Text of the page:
Sterilization (economics)

In macroeconomics, sterilization is action taken by a country's central bank to counter the effects on the money supply caused by a balance of payments surplus or deficit.[1] This can involve open market operations undertaken by the central bank whose aim is to neutralize the impact of associated foreign exchange operations.[2] The opposite is unsterilized intervention, where monetary authorities have not insulated their country's domestic money supply and internal balance against foreign exchange intervention.[citation needed]

The Federal Reserve – The US Central Bank practiced sterilization in the troubled interwar period leading up to the Great Depression.

Sterilization is most often used in the context of a central bank that takes actions to negate potentially harmful impacts of capital inflows – such as currency appreciation and inflation – both of which can reduce export competitiveness. More generally, it may refer to any form of monetary policy which seeks to hold the domestic money supply unchanged despite external shocks or other changes, including the flow of capital out of the relevant area (generally, a country).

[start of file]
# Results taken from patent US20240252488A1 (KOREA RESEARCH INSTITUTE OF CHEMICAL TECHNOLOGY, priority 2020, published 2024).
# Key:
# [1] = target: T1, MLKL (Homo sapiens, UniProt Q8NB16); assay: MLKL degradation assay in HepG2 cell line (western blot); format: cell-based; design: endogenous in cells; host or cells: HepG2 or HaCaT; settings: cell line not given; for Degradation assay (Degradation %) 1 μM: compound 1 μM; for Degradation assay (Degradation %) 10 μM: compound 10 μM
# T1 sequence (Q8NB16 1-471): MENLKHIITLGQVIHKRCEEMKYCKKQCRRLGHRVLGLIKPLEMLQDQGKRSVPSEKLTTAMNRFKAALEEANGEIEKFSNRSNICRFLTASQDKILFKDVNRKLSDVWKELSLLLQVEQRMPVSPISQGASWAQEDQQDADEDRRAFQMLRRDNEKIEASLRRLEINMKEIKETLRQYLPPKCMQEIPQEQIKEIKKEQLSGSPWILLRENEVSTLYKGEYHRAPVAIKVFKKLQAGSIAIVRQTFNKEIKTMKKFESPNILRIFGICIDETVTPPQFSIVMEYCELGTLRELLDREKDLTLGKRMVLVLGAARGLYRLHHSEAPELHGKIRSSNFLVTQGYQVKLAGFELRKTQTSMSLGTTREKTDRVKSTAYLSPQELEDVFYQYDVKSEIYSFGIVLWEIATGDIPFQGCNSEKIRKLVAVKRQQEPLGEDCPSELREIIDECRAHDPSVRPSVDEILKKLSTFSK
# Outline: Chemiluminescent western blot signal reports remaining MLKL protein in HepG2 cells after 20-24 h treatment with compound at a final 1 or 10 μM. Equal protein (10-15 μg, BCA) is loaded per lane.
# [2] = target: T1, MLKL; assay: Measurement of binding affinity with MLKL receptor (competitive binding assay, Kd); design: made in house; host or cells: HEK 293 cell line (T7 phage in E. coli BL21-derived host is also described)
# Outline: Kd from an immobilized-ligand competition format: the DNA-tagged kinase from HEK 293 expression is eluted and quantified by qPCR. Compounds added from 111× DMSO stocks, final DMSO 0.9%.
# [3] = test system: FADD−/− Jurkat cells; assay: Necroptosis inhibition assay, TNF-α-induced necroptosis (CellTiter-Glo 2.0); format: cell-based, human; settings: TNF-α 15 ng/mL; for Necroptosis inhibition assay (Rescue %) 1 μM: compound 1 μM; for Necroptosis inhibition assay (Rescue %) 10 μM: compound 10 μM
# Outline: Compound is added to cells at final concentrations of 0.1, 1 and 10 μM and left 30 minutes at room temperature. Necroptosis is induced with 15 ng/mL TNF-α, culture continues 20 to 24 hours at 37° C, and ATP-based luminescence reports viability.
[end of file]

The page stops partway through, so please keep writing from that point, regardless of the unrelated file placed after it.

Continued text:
In the second half of the 20th century, sterilization was sometimes associated with efforts by monetary authorities to "defend" the value of their currency. In the 1930s and in the 21st century, sterilization has most commonly been associated with efforts by nations with a balance of payments surplus to prevent currency appreciation.